Life Story for
Norman H. Nie passed away peacefully surrounded by family and friends at his home in Sun Valley, Idaho on April 2, 2015. He was 72 years old. He is survived by his wife of 51 years, Carol P. Nie, daughters Anne Nie, Lara Slotwiner-Nie , son-in-law Peter Slotwiner-Nie, and granddaughters Sophia Slotwiner-Nie and Helena Slotwiner-Nie. In addition to his beloved family, Nie leaves a legacy of pioneering innovation as an academic social scientist and technology entrepreneur. He was a Professor of Political Science and chair of his department at the University of Chicago until his retirement in 1998, and then subsequently at Stanford University, his alma matter. Nie met his wife Carol during their college years at Washington University in St. Louis.
While completing his Ph.D. at Stanford, he collaborated to invent a computer software package to automate the analysis of quantitative data, SPSS. He was the CEO of SPSS between 1975 and 1992 and continued as Chairman of the Board. Nie was honored as the KPMG Technology Entrepreneur in 1986. Throughout his tenure at SPSS, he simultaneously produced academic research in U.S. political behavior and public opinion. Nie authored many articles and award-winning books and was a nationally recognized expert on voting behavior. In 2006, he was awarded a lifetime achievement award from the American Association of Public Opinion Researchers, and 3 years later he was elected as a fellow of the American Academy of Arts and Sciences. His scholarly books were honored with the Woodrow Wilson Award (two times) and the Gladys M. Kammerer Award from the American Political Science Association. While at Stanford, Nie co-founded the Internet survey research firm Knowledge Networks where he was the Chairman of the Board. He was also the CEO of Revolution Analytics, a commercial software company, and served on the boards of numerous high technology firms.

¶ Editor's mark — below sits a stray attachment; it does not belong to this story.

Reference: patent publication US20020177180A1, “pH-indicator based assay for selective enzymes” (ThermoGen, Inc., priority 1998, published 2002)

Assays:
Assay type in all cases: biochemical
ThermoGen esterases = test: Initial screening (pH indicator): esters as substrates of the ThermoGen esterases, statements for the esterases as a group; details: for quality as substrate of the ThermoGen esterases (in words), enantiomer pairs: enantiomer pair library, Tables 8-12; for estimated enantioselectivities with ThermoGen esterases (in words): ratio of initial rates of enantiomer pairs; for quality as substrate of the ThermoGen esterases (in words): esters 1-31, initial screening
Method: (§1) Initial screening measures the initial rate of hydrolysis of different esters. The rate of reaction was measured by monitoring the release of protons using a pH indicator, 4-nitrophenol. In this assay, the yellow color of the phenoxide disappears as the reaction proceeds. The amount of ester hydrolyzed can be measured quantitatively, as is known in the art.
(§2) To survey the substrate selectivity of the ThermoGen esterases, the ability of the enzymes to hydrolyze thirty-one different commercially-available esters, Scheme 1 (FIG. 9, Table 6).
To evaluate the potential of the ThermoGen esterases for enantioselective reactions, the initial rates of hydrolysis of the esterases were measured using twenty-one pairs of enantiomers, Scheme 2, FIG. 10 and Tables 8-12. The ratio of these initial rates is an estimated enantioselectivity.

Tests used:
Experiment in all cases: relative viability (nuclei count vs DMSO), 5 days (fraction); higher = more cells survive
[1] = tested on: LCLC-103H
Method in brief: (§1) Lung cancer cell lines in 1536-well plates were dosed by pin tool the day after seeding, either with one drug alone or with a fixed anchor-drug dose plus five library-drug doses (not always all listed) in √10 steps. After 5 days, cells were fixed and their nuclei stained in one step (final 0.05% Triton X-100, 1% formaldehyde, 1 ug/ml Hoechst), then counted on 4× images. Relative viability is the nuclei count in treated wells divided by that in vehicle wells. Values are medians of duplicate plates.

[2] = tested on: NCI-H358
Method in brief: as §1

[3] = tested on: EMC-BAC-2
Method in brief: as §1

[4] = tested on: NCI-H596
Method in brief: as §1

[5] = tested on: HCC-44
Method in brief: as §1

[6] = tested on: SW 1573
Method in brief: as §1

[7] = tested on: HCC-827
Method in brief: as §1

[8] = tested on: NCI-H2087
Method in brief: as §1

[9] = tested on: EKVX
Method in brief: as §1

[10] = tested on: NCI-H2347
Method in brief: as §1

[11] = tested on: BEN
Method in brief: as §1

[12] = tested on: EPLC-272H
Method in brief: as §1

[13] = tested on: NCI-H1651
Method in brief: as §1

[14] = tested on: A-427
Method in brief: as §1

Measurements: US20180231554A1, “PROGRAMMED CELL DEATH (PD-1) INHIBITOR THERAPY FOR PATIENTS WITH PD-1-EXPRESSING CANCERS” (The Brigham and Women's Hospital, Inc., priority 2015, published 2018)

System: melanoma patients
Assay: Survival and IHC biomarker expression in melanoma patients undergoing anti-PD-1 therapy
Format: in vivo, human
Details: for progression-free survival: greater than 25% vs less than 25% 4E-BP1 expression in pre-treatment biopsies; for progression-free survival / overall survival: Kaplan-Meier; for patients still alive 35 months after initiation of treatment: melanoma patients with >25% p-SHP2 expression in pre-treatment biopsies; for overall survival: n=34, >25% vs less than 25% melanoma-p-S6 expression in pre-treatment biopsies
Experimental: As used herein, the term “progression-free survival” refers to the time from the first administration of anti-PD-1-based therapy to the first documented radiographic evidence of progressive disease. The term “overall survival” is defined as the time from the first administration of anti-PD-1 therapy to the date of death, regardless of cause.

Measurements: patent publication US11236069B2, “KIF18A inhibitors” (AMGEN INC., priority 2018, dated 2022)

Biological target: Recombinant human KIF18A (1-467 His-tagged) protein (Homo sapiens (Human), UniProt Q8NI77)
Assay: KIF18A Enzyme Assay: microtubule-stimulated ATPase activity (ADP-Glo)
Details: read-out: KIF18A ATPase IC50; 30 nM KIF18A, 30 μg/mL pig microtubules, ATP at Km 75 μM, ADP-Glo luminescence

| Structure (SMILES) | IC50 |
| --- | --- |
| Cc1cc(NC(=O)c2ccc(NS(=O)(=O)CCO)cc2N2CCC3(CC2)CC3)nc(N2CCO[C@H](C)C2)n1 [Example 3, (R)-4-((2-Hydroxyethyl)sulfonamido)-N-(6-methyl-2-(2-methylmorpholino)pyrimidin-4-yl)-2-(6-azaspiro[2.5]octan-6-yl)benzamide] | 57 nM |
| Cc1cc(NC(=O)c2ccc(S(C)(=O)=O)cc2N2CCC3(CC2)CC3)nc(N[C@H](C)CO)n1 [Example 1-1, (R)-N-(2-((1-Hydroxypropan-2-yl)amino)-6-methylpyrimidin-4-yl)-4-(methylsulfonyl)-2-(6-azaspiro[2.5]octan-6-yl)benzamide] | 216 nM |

Nie mentored hundreds of students throughout his career and was often described by colleagues as a force of nature; a man of vast energy and ambition, omnivorous curiosity, deep intellect, immense creativity, and everyday humanity. After work, he could usually be found on the tennis court.
A private burial will be held in St. Louis, and a public memorial is planned for the coming months. In lieu of flowers, his family requests contributions be made to: Hospice and Palliative Care of the Wood River Valley in Ketchum, Idaho.
Arrangements are under the care of Wood River Chapel of Hailey, Idaho. Friends may visit www.woodriverchapel.com to share a message, photo or story and to light a candle.